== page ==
So this article pops up in front of me today. Why Dumbledore must not be the token gay person in Fantastic Beasts.
Must not. Interesting choice of words, isn’t it?
If I am forced to be honest, I am one of those nerds who will happily spend hours creating whole universes, or trying to figure out the real-world implications of a change in history, society or culture. The question of how homosexuals fit into wizard society is an interesting one, well worthy of a reasoned debate. Do they have full civil rights, such as they are in a society that isn’t big on granting civil rights to anyone? Are they tolerated, as long as they produce children? Or are they regarded as traitors for removing themselves from the gene pool rather than helping to expand the population?
But what does this matter?
JK Rowling is a fantasy writer, not a writer of erotic fiction. And she is writing for children, not adults. (Come on – do you think kids won’t demand to go see Fantastic Beasts?) Sex and sexuality was never a very big part of Harry Potter because they were children’s stories, not adult stories. The handful of kisses exchanged during the series is about as far as JKR could reasonably go. Why should JKR focus on such matters when it has nothing to do with the series?
But there’s a more serious point here that needs to be addressed.
JKR is not a slave. Nor are the producers of Captain America: Civil War or Frozen II. Why in the name of all that’s holy do people think they can make demands on them? Why must Sirius Black be gay? Why must the next Fantastic Beasts include a homosexual relationship? Why should Steve Rogers get a boyfriend? Why should Queen Elsa get a girlfriend?
What sort of sense of entitlement allows people to make such demands?
Mrs Rowling gets this a lot, it seems. People complained about cultural appropriation and the absence of Native Americans, then whined that the American Magical Society is apparently an unpleasant place. Such people seem to ignore the simple fact that such appropriation may make perfect sense in-universe, or – for that matter – that British Magical Society is not the sort of place anyone would realistically want to live. Or the racial balance at Hogwarts, even though JKR’s racial balance in the books makes a great deal of sense.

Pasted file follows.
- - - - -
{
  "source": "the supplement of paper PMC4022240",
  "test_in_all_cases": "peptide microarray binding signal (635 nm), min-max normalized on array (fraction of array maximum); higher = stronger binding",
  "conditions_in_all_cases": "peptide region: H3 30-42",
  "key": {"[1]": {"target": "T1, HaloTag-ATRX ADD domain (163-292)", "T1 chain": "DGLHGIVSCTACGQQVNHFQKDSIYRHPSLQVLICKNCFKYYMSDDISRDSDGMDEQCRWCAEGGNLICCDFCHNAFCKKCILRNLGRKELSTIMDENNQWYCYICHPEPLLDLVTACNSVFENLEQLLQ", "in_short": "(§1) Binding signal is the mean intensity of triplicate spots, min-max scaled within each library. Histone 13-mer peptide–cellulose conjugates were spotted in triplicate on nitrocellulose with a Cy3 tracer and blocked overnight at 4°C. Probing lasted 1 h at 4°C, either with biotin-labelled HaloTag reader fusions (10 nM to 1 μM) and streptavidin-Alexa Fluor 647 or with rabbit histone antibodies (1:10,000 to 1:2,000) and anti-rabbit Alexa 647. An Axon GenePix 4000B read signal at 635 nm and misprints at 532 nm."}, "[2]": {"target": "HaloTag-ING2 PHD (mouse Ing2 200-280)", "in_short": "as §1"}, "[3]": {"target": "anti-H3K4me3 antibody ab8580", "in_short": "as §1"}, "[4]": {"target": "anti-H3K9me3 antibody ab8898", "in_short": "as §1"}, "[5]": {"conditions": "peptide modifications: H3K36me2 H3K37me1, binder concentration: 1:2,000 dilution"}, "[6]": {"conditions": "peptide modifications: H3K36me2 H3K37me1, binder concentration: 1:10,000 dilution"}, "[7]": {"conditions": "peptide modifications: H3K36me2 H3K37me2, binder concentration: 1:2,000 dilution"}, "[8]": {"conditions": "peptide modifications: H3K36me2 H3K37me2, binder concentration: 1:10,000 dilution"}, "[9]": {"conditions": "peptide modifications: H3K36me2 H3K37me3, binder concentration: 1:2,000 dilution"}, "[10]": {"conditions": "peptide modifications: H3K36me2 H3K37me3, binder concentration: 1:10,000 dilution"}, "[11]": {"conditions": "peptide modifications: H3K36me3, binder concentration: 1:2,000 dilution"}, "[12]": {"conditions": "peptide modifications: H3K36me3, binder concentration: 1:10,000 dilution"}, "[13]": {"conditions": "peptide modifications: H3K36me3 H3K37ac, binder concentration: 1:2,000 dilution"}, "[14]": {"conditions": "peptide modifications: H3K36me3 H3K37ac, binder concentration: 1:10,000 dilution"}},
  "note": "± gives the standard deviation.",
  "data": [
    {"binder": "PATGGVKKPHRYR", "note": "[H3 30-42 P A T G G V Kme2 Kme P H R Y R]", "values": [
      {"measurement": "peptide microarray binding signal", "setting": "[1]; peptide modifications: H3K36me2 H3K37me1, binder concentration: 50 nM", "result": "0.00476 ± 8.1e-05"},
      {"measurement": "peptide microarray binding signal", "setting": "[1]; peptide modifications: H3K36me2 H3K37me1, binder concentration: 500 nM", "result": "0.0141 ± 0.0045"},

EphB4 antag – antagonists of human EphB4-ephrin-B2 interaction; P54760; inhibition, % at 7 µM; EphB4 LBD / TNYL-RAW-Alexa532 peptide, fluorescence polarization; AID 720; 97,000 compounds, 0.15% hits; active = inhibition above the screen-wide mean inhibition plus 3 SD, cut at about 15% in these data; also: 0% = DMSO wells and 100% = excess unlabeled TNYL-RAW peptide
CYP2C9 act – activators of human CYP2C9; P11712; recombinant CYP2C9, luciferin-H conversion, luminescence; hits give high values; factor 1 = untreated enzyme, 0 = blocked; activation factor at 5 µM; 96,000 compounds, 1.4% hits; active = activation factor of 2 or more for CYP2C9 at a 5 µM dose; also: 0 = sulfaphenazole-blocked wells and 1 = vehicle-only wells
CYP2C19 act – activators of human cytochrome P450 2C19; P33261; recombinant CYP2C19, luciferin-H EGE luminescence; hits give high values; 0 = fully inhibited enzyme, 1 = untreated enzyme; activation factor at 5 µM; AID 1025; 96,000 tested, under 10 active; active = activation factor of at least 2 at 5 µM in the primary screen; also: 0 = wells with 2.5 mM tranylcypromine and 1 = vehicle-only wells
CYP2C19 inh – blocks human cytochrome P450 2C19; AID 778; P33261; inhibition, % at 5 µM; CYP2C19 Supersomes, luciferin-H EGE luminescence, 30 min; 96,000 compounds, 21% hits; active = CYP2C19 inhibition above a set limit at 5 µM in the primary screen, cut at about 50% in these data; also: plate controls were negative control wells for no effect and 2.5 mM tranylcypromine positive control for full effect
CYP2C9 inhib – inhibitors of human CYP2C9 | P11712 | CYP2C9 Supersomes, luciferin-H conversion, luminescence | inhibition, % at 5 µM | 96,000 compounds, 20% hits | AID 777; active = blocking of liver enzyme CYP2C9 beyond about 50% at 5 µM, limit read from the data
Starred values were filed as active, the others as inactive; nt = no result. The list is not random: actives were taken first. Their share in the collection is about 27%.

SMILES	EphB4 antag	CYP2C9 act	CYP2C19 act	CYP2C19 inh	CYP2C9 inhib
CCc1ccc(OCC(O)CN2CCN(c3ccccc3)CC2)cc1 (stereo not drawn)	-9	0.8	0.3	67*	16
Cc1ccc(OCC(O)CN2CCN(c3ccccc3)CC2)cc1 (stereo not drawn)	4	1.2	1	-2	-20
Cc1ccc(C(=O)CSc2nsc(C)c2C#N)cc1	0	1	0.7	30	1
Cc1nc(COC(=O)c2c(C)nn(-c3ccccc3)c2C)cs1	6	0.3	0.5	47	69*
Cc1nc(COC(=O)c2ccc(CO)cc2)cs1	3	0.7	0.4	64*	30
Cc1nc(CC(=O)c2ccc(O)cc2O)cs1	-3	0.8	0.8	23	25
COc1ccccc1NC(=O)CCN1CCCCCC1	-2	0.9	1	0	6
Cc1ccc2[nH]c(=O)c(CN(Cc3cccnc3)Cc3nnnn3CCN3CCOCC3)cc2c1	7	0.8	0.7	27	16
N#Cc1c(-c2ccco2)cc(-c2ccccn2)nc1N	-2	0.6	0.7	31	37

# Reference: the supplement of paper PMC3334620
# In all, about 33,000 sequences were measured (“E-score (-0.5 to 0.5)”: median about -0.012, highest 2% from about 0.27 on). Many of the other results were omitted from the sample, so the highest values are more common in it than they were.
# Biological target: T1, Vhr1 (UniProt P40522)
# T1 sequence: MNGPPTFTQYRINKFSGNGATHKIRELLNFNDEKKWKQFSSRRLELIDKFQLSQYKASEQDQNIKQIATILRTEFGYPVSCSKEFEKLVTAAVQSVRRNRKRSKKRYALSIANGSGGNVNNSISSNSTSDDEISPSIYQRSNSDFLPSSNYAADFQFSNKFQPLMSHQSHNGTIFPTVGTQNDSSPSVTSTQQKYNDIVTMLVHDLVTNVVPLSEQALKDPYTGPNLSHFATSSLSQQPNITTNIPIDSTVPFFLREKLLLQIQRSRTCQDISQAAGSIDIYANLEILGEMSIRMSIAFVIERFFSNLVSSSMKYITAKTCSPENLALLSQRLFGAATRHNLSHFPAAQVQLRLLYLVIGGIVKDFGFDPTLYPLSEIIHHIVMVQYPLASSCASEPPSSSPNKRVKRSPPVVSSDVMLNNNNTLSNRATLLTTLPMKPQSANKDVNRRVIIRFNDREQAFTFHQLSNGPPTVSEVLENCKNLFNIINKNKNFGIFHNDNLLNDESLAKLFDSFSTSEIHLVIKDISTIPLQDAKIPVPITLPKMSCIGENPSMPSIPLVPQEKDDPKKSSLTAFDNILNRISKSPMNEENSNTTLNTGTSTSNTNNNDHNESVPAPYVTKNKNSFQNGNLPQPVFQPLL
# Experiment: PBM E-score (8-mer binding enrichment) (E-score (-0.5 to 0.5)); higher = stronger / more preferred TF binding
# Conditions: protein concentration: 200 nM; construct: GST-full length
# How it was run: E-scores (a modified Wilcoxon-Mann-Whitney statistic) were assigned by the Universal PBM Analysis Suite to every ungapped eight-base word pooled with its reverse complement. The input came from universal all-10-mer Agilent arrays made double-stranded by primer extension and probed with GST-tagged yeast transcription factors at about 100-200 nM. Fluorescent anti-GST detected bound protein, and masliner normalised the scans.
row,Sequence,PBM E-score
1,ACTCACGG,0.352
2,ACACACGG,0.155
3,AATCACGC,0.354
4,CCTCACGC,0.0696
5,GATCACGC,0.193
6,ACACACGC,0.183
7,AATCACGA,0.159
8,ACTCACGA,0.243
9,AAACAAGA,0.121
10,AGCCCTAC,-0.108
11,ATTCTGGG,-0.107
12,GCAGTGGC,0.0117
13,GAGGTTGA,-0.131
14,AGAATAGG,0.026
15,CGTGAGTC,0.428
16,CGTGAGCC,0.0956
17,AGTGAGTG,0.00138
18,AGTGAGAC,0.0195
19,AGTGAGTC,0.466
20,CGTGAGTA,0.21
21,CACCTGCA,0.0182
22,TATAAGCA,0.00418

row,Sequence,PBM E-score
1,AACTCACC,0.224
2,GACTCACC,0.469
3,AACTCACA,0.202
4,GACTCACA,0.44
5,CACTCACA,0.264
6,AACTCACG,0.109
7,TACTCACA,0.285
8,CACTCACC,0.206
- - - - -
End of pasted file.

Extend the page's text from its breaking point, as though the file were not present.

And then people complain about Sirius Black not being gay, having quietly forgotten that there was a perfectly good reason everyone was quite happy to accept the official story of his treachery. You want role models? What sort of role model is a bullying braggart who commits an attempted double-murder at fifteen because he thought it would be funny?
It is a great deal easier to carp and criticise than it is to actually write a book, direct a movie, figure out what sells or build an acting (or whatever) career. What is it that makes the critics think they own the people who do? That they have a right to dictate their actions? Why don’t the critics try to write themselves?
JKR does not have a monopoly on wizard school stories. The first such story dates all the way back to 1953. (TV Tropes has a list of such stories.) If the critics want to write a wizard school story set in America, why don’t they try? Or they could write something more in line with Native American traditions – perhaps a young man, descended from a Native American tribe, is invited to study with his great-grandfather. Why not blend together Native American mythology and Western stories? You could include Native Americans or African-Americans to your heart’s content. Your main character could be homosexual, if you wish. Or bi …
Hell, you could just write a fan fiction. God alone knows how many slash stories there are out there, or stories set in other countries, or stories in different eras, or …
But you have to learn how to tell a story.
There are so many plot holes in Harry Potter that the entire cast of characters could fly their broomsticks through them. But that doesn’t matter. What matters is that JKR crafted a story specifically designed to appeal to its audience – young children – that also managed to reach out and touch adults. That’s the true magic of writing. Ticking off boxes on the diversity checklist is not writing. Making your characters one-dimensional, focused on a single trait, is not writing. Writing is creating compelling characters and making readers, just for a while, enter your world.
Harry Potter does not belong to the critics. It belongs to JK Rowling. The idea that JKR has a ‘second chance’ (one assumes to create something more in line with what this critic wants) is absurd. This is her chance to create something she wants …
… And if the critics don’t like it, perhaps they should try to do better.